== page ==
Pope Francis weighs in
“Moved by the prayers and immense solidarity shown little Alfie Evans, I renew my appeal that the suffering of his parents may be heard and that their desire to seek new forms of treatment may be granted,” Pope Francis said Monday.
Moved by the prayers and immense solidarity shown little Alfie Evans, I renew my appeal that the suffering of his parents may be heard and that their desire to seek new forms of treatment may be granted.— Pope Francis (@Pontifex) April 23, 2018
Bishop Francesco Cavina of Carpi, in northern Italy, who assisted arranging a meeting with Francis and Thomas Evans, said he doesn’t understand why British authorities have taken the position they have in the Evans case, saying it’s “beyond all human logic.”
“Two parents are asking to transfer their child from one hospital to another. I do not understand why this should be prevented,” the bishop said in a report from Crux. “If not in Italy, then in another hospital in England. It is difficult to understand something like this.”
One British Bishop and Brazil’s bishops support Alfie
Portsmouth, UK Bishop Philip Egan tweeted support for the family Monday.
“Let’s offer heartfelt prayers today for little Alfie Evans - now an Italian citizen - and his courageous parents,” Bishop Egan said. “If there is anything at all that can be done, may the Lord enable us by His love and grace to effect it.”
A group of bishops from Brazil released a statement of support for Alfie in the form of both a video and letter last week.
Referencing the specter of Alfie’s transport to Italy for care, Archbishop McMahon told The Tablet yesterday that the medical and legal systems in the UK are based upon compassion and protecting the rights of the individual child.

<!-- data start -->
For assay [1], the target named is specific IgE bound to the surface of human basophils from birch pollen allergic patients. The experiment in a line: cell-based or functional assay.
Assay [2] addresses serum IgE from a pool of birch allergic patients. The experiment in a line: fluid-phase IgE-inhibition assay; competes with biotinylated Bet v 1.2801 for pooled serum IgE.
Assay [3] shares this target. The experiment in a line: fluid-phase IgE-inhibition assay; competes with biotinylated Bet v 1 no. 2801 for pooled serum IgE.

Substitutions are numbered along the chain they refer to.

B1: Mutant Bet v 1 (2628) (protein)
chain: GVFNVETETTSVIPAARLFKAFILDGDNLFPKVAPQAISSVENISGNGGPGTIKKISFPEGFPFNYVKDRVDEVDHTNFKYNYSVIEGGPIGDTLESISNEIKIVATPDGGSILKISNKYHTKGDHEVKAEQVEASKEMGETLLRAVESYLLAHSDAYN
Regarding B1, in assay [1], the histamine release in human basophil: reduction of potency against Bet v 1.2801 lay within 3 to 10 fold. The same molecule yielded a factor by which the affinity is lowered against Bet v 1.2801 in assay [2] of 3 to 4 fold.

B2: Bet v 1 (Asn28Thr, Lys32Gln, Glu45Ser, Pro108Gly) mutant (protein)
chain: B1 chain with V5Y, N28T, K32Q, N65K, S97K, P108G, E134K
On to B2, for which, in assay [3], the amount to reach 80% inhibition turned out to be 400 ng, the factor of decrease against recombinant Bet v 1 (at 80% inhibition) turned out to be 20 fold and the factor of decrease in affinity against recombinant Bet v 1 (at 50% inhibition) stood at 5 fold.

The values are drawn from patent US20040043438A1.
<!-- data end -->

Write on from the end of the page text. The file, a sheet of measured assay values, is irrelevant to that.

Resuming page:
“I am very aware of the compassion which is characteristically shown by the Italian people to those in need, and in this case Alfie,” McMahon said. “But I know that our medical and legal systems in the UK are also based on compassion and the safeguarding of the rights of the individual child.”
USCCB with the pope in supporting Alfie and his parents
The United States Conference of Catholic Bishops echoed Pope Francis in expressing support for Alfie and his parents’ efforts to obtain alternative treatment for him.
We urge all Catholics to join the Holy Father in praying for #AlfieEvans and his family and that their desire to seek new forms of treatment may be granted. May the dignity of Alfie’s life and all human life, especially those who are most vulnerable, be respected and upheld. https://t.co/gA4RhU7nL0— US Catholic Bishops (@USCCB) April 25, 2018
Green Bay Bishop Davis Ricken also tweeted support fro Alfie’s family on Thursday.
Heavenly Father, we lift up to You #AlfieEvans and his parents in their time of need. Through the intercession of Our Lady of Good Help, come to his aid and secure his care. Move doctors, hearts and nations to accomplish Your loving will. Amen. @ChampionShrine— Bishop David Ricken (@BpDavidRicken) April 26, 2018
Parents have a natural right
TCA Policy Advisor Dr. Grazie Pozo Christie concurred with her colleague in censuring Britain’s Catholic bishops and Catholic Voices U.K. in regard to Alfie’s case.
“The parents of Alfie Evans have a natural right to accept the Vatican hospital’s offer to try to extend the life of Alfie and provide more humane care,” Christie said. “Baby Alfie and his parents should not be prisoners of a British hospital.”
“The failure of the British Catholic Bishops and so-called leaders like Catholic Voices of England to recognize these simple and basic truths is disgusting and shameful,” she continued. “We urge all faithful Catholics to stand with Pope Francis, who called on the British government to allow Baby Alfie’s parents to seek the alternative treatment that has been generously offered.”